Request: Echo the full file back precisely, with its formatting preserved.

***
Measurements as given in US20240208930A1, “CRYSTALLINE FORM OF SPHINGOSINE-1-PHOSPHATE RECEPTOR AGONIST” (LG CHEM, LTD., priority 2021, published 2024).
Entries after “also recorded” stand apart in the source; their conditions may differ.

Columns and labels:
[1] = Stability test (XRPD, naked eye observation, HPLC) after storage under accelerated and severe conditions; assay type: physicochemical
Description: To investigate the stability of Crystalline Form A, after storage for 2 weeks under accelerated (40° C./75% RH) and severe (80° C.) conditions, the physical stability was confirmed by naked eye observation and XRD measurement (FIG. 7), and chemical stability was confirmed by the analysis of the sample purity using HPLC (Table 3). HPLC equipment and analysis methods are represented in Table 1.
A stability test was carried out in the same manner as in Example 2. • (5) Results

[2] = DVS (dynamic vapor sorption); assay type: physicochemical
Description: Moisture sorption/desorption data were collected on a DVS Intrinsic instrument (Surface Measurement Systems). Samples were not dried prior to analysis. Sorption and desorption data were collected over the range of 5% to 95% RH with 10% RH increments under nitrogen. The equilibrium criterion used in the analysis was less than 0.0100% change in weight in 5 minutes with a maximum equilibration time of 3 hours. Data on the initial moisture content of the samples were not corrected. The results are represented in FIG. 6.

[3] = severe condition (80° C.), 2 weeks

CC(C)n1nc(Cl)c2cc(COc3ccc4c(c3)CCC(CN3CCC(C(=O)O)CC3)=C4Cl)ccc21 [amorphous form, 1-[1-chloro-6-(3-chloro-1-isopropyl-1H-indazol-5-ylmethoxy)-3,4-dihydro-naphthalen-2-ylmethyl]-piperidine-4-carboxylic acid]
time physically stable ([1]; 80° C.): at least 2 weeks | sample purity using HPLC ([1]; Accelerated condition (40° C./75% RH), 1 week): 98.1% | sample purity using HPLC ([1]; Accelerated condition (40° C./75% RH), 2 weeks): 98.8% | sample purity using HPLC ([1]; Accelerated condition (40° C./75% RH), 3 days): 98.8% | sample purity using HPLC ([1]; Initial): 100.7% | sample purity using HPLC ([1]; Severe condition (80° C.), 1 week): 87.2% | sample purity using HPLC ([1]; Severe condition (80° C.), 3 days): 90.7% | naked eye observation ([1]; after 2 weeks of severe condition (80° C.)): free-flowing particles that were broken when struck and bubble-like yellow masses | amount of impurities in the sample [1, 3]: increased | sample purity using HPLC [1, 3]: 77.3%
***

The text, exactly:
Measurements as given in US20240208930A1, “CRYSTALLINE FORM OF SPHINGOSINE-1-PHOSPHATE RECEPTOR AGONIST” (LG CHEM, LTD., priority 2021, published 2024).
Entries after “also recorded” stand apart in the source; their conditions may differ.

Columns and labels:
[1] = Stability test (XRPD, naked eye observation, HPLC) after storage under accelerated and severe conditions; assay type: physicochemical
Description: To investigate the stability of Crystalline Form A, after storage for 2 weeks under accelerated (40° C./75% RH) and severe (80° C.) conditions, the physical stability was confirmed by naked eye observation and XRD measurement (FIG. 7), and chemical stability was confirmed by the analysis of the sample purity using HPLC (Table 3). HPLC equipment and analysis methods are represented in Table 1.
A stability test was carried out in the same manner as in Example 2. • (5) Results

[2] = DVS (dynamic vapor sorption); assay type: physicochemical
Description: Moisture sorption/desorption data were collected on a DVS Intrinsic instrument (Surface Measurement Systems). Samples were not dried prior to analysis. Sorption and desorption data were collected over the range of 5% to 95% RH with 10% RH increments under nitrogen. The equilibrium criterion used in the analysis was less than 0.0100% change in weight in 5 minutes with a maximum equilibration time of 3 hours. Data on the initial moisture content of the samples were not corrected. The results are represented in FIG. 6.

[3] = severe condition (80° C.), 2 weeks

CC(C)n1nc(Cl)c2cc(COc3ccc4c(c3)CCC(CN3CCC(C(=O)O)CC3)=C4Cl)ccc21 [amorphous form, 1-[1-chloro-6-(3-chloro-1-isopropyl-1H-indazol-5-ylmethoxy)-3,4-dihydro-naphthalen-2-ylmethyl]-piperidine-4-carboxylic acid]
time physically stable ([1]; 80° C.): at least 2 weeks | sample purity using HPLC ([1]; Accelerated condition (40° C./75% RH), 1 week): 98.1% | sample purity using HPLC ([1]; Accelerated condition (40° C./75% RH), 2 weeks): 98.8% | sample purity using HPLC ([1]; Accelerated condition (40° C./75% RH), 3 days): 98.8% | sample purity using HPLC ([1]; Initial): 100.7% | sample purity using HPLC ([1]; Severe condition (80° C.), 1 week): 87.2% | sample purity using HPLC ([1]; Severe condition (80° C.), 3 days): 90.7% | naked eye observation ([1]; after 2 weeks of severe condition (80° C.)): free-flowing particles that were broken when struck and bubble-like yellow masses | amount of impurities in the sample [1, 3]: increased | sample purity using HPLC [1, 3]: 77.3%